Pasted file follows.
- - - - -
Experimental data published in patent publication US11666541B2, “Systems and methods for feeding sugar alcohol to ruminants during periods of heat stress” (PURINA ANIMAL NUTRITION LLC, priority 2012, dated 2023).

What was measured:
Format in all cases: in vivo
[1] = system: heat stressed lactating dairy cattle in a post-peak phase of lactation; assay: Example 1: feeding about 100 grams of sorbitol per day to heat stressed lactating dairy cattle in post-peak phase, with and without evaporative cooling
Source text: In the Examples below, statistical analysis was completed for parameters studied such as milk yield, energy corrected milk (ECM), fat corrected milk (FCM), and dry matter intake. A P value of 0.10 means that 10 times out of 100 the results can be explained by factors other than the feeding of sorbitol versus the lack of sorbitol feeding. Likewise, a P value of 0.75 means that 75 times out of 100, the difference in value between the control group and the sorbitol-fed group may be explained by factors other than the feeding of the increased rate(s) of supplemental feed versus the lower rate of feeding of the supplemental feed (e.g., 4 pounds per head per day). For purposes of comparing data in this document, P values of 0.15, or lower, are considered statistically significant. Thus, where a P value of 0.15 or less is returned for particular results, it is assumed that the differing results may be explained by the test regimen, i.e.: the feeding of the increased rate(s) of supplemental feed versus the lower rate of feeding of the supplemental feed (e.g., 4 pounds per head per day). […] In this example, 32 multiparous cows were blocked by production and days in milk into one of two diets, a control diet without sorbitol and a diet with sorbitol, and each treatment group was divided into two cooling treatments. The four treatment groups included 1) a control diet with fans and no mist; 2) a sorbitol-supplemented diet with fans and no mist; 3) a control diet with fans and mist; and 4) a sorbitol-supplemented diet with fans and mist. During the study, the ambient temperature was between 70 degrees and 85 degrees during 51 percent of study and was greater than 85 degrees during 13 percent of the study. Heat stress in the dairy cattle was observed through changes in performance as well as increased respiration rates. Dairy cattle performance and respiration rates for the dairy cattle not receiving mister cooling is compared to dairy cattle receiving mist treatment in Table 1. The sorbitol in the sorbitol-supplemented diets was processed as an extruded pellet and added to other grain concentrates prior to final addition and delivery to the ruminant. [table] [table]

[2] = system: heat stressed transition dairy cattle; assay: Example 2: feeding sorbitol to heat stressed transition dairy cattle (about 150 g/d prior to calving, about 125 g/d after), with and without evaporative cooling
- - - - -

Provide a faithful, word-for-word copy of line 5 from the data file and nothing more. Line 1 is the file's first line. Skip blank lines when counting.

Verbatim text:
Source text: In the Examples below, statistical analysis was completed for parameters studied such as milk yield, energy corrected milk (ECM), fat corrected milk (FCM), and dry matter intake. A P value of 0.10 means that 10 times out of 100 the results can be explained by factors other than the feeding of sorbitol versus the lack of sorbitol feeding. Likewise, a P value of 0.75 means that 75 times out of 100, the difference in value between the control group and the sorbitol-fed group may be explained by factors other than the feeding of the increased rate(s) of supplemental feed versus the lower rate of feeding of the supplemental feed (e.g., 4 pounds per head per day). For purposes of comparing data in this document, P values of 0.15, or lower, are considered statistically significant. Thus, where a P value of 0.15 or less is returned for particular results, it is assumed that the differing results may be explained by the test regimen, i.e.: the feeding of the increased rate(s) of supplemental feed versus the lower rate of feeding of the supplemental feed (e.g., 4 pounds per head per day). […] In this example, 32 multiparous cows were blocked by production and days in milk into one of two diets, a control diet without sorbitol and a diet with sorbitol, and each treatment group was divided into two cooling treatments. The four treatment groups included 1) a control diet with fans and no mist; 2) a sorbitol-supplemented diet with fans and no mist; 3) a control diet with fans and mist; and 4) a sorbitol-supplemented diet with fans and mist. During the study, the ambient temperature was between 70 degrees and 85 degrees during 51 percent of study and was greater than 85 degrees during 13 percent of the study. Heat stress in the dairy cattle was observed through changes in performance as well as increased respiration rates. Dairy cattle performance and respiration rates for the dairy cattle not receiving mister cooling is compared to dairy cattle receiving mist treatment in Table 1. The sorbitol in the sorbitol-supplemented diets was processed as an extruded pellet and added to other grain concentrates prior to final addition and delivery to the ruminant. [table] [table]